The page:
After decades of saving the world through video games, it’s refreshing to be tasked with its utter destruction. Pandemic 2.5 does this by granting you a baby disease, asking you to name it before making you responsible for its development and growth.

Your goal is simple, dark and delicious: infect the world; exterminate life as quickly as you can.

When Pandemic launched for PC it became a quick success, and the game’s recent release on iOS has only spread that popularity as an entirely new audience has been infected with a lust for, er, infection.

But as Will pointed out in our recent look at the game, Pandemic 2.5 is far from a perfect game, with obfuscated rules, weak tutorials, ugly visuals and an execution that’s far less effective than the diseases within.

Enter Plague Inc. a near exact clone of Pandemic 2.5 that smooths almost every rough edge of the original, introducing a concise tutorial that teaches as you play and pretty interface screens that have obviously been arranged by a graphic designer rather than a programmer.

It seasons the original concept with a small handful of ideas of its own, for example, bubbles that occasionally pop up on the world map screen which, if collected, provide points that can be spent on upgrading the symptoms, supports and traits of your disease. But most importantly, it extracts the most meaningful information in the game introducing a host of new graphs and metrics to allow you to chart the spread of your disease.

They are small additions but add a little extra physical interaction to a game that, in its latter stages, can be fairly hands-off.

It is, unquestionably the better game. But it is also unquestionably a game that wouldn’t exist were it not for Pandemic.

An accusation cloning can damage your game beyond repair, as Us Two, the developer of Papa Quash, a cynical iOS copy of indie scene favourite Johann Sebastian Joust discovered last week when an entire community rose up against the company, leading to the game’s removal from the App Store.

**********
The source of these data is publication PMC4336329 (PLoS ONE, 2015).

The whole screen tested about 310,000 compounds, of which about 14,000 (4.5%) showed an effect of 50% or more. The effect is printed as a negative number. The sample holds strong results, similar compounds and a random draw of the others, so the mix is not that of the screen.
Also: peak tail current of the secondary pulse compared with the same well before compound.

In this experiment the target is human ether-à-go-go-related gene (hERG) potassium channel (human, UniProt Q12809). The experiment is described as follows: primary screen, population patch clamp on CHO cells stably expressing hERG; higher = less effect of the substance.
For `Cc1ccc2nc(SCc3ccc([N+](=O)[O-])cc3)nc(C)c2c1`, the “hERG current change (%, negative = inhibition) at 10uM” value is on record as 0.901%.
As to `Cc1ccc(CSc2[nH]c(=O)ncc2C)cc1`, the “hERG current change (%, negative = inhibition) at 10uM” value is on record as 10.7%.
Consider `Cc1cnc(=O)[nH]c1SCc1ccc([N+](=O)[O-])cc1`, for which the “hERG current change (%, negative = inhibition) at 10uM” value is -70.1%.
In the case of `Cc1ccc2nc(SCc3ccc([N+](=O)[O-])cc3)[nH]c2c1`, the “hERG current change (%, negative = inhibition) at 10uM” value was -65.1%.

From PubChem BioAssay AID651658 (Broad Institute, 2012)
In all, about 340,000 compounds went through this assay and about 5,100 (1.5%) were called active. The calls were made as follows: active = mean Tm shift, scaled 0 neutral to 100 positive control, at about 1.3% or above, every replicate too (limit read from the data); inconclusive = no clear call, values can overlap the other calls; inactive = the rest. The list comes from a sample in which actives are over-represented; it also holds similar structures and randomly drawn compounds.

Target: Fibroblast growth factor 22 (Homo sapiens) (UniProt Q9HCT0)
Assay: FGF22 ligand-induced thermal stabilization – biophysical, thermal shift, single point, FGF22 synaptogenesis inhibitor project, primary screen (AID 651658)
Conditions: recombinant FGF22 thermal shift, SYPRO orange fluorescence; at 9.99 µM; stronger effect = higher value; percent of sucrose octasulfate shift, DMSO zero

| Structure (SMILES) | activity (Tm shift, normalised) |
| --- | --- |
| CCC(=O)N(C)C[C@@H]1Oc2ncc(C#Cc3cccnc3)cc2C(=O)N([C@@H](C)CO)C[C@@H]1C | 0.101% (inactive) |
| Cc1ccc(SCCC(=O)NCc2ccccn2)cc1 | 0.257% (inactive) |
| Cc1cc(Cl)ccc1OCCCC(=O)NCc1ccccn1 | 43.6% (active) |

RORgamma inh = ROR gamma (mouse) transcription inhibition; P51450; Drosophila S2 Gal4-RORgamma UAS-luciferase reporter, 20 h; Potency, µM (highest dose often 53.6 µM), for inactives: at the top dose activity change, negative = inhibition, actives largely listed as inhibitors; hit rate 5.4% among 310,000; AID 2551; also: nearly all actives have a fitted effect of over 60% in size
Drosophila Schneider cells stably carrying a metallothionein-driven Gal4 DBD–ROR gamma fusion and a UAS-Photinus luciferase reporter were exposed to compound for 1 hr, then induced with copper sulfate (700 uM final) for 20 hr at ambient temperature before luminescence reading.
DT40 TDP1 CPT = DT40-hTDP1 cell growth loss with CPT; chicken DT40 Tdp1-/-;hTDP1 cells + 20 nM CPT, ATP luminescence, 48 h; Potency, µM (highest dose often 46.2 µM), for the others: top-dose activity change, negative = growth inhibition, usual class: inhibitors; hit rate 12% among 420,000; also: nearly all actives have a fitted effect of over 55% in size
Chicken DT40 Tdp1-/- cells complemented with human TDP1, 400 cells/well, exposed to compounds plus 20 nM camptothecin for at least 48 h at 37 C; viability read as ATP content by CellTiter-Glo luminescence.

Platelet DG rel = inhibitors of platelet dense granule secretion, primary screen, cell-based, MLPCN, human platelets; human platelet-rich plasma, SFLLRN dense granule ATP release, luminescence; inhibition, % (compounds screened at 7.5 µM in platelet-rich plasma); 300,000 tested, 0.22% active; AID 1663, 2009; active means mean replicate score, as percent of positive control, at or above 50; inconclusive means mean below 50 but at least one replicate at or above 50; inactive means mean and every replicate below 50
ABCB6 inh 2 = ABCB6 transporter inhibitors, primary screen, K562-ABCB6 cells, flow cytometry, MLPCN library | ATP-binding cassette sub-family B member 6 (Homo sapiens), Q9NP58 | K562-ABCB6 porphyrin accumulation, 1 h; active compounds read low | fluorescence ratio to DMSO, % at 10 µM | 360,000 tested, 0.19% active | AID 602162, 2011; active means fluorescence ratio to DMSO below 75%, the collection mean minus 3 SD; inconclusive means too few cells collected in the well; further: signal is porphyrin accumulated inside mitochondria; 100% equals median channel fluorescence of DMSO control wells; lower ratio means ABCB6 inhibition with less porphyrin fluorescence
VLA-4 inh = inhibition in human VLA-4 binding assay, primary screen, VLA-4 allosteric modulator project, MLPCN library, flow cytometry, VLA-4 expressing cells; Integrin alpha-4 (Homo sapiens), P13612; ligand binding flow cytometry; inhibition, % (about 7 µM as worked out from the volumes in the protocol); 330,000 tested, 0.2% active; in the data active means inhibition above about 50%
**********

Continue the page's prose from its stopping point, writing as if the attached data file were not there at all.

Usually, so the argument goes, a clone is easy to spot as it adds nothing to the original while taking away some of its soul and character in the dead-eyed copying. Many clones feature not only the exact same ‘numbers’ (e.g. cost of items in the shop, or points attributions) but also the same menu layouts.

Games that stand on the shoulder of their influences, meanwhile, may appropriate the core mechanics or feel of other games, but add their own spice of invention, improvement or theme as differentiation.

Plague Inc. sits somewhere in the middle of these two poles. Pandemic 2.5 is the only entry to the disease ‘em up genre, and Plague Inc’ layout and game flow is almost identical. But it adds a few shrewd ideas of its own and, in the graphical smartening the game arguably gains character and accessibility, where Pandemic had a somewhat standoffish PC impenetrability.

It’s important to note that most of the people who have left reviews of the game are fully aware that it’s heavily based on Pandemic 2.5. Yet, thanks to Plague Inc’s superior execution, they are only too happy to recommend the game over its predecessor.

Indeed, reviewers are in a difficult position. In terms of consumer advice: your 69p is indisputably better spent on Plague Inc. But it’s Pandemic’s developer who had the creative vision to construct the rules. Arguably, buying their game is a vote for originality and, potentially an investment in yet more interesting games in the future.

Perhaps there is a middle ground here. There are creatives who innovate and creatives who perfect. So long as you fall into one of those two camps (or preferably both) then you are probably fighting the good fight.

It’s the creative thieves who steal everything and add nothing who are most deserving of our scorn. Plague Inc’s makers have added style and quality of execution. It may not be the most noble of creative endeavours, but, in terms of the virtual molecular war against humanity, it’s a valid contribution nonetheless.

So Hookshot readership: what’s your take on the issue? Are we being too soft on Plague Inc.? Or is pure aesthetic evolution as a valid a contribution as innovation?